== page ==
Changing the Race Dance in U.S. Religious Practice

Essay

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Changing Race Dance in U.S. Religious Practice (link includes photos)
by Cynthia Winton-Henry

“The master’s tools will never dismantle the master’s house.” Audre Lorde

This essay is about a trip to Boston where my ancestral lineage rose to haunt me in the form of that intellectually strong midwife, mother, teacher and mystic – my cousin from hundreds of years back, Anne Hutchinson. She and her extended family left the east coast of England hoping to create a life that honors the experience and authority of a Free Inner Grace. This is the powerful stuff that caused them to be excommunicated, exiled, slandered and disarmed.

May what is great in and around us  rise to love the Mother and to uphold her creation.

 

 

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It was a lovely Autumn Day when Soyinka Rahim and I entered the old Roxbury, Massachusetts Church for our second day of the Changing the Race Dance Workshop. The evening before we met at the Unitarian Church on Harvard Square.

 

Soyinka isn’t surprised at much in white culture. She was raised a black nationalist by an out of the box vegan mom. The whippings, twitches and games of white people are alarmingly part of her lineage. But, when we stepped inside the unheated Federal Meeting House sanctuary founded by Boston Puritans in 1631 her eyes popped wide and her mouth dropped open in shock.

 

Soyinka and I had stepped through a door that led us directly underneath a soaring pulpit where we looked out at a sea of boxed-in white pews.[1]

 

It was cold. That is challenge enough for dancing bodies. For artists concerned with healing from white racism, the colonial sanctuary felt even more icy and in disrepair. The only place for moving was a tiny space at the front and in the aisles. We’d prepared a workshop that incorporates conversation, movement, story, and song using the tools and principles of InterPlay. But this stately architecture takes its cues from the Roman Imperial architecture established by Constantine when he made Christianity the state religion. It’s the architecture of those who want to assert postures of control.

 

This space was not meant for movement, yet here we were.

 

I’ve danced in sanctuaries since my teens, befriending endless pews, steps, aisles, pulpits and fonts. I know that “architecture creates an ethnic domain,”[2] and that the nature of the spaces we inhabit imprints on our bodies and psyches on the deepest levels. Our meeting spaces tell us who and whose we are.

 

For this reason I take seriously the way that words, architecture, and images shape my worldview. Here in the “ethnic domain” of the old Roxbury Church parishioners were literally put in boxes. Their eyes focused UP on a preacher ensconced in a concealing box. With nothing else to look at, their ears were trained to receive the Word sometimes for hours.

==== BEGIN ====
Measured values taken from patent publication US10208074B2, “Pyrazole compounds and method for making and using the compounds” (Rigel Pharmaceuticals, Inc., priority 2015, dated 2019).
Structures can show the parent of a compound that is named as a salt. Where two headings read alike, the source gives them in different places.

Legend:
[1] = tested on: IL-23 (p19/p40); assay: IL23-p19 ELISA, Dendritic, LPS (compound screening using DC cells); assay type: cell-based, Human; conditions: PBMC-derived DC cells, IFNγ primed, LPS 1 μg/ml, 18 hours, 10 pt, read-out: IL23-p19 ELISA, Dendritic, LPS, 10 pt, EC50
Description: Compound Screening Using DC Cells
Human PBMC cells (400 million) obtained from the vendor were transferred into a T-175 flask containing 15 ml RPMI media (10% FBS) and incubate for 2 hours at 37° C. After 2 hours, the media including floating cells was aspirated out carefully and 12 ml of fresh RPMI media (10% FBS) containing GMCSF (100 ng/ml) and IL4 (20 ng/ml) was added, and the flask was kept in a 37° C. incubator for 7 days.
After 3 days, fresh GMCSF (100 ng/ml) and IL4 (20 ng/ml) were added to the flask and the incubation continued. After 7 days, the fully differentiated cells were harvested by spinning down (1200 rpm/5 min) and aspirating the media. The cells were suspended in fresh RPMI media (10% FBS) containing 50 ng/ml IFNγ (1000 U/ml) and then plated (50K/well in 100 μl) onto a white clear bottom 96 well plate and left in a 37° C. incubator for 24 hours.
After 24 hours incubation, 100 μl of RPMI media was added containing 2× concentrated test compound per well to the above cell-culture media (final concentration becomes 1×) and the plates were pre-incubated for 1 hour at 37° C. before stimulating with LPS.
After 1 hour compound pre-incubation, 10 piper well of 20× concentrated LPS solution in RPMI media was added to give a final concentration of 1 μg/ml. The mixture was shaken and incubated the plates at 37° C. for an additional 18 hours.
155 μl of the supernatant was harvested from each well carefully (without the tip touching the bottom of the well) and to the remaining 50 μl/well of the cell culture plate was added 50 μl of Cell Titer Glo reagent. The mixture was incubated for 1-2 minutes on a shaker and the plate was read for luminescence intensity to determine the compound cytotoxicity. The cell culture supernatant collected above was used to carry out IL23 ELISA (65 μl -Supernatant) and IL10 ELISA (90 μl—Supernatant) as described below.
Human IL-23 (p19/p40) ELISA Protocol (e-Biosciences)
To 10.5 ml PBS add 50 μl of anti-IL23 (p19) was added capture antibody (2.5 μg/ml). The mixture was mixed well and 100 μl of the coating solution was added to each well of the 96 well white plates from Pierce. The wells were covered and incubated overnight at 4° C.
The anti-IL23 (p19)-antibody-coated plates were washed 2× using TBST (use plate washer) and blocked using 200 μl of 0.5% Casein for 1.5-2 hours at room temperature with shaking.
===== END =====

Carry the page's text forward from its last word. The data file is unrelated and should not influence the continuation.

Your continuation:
Can you guess what they valued? The authority of the preacher. Or did they?

 

A booming voice as the representative of God is a classic western God picture bred from the legacy of white “ethnic domains” found in churches, “democratic” governmental, educational and other houses of worship today.

 

But there is good news!

 

Located on Putnam Street today’s Roxbury church belongs to the Unitarian Universalist Center for Urban Ministries, a powerful center for social change serving a diverse and largely African American area of Boston! You can take a tour of black Roxbury here.

 

No wonder CC King, our organizer chose this venue. The sanctuary was all that was available that morning. In the afternoon we were to move to a more conducive space.

 

In hindsight, it was the ultimate object lesson on how white bodies have been molded by a white supremacist ideology. Most of our workshop attendees were white people. What better place to investigate whiteness than within the colonizing architectural forms found in so many of our mainstream public schools, health care facilities, courtrooms, businesses, religious centers and in a government that promotes a puritanical works-based value system.

 

In this church a tiny group of wealthy businessmen first entranced their seated “flock” to value external authority; the Holy Word over experience; doctrine and law over mystical voicings (especially those of women), and to elect anyone accomplished enough to master or evade this system. Instead, profit is the underlying value where wealth rules over our common quality of life.

 

Such forms and behaviors of whiteness are the ghosts inside of all us people that keep producing the overarching diseases of consciousness in our social body, diseases that dismiss anyone and anything that does not offer a profit. This includes the earth, which the indigenous say, we’ve given a fever.

 

In spite of our dismay, Soyinka and I began playing.

 

Thank goodness we can improvise!

 

Within moments our gaping mouths turned to song. Organizers brought space heaters. Introducing InterPlay’s dependable, flexible forms we began moving through the aisles and connecting with one another in solidarity.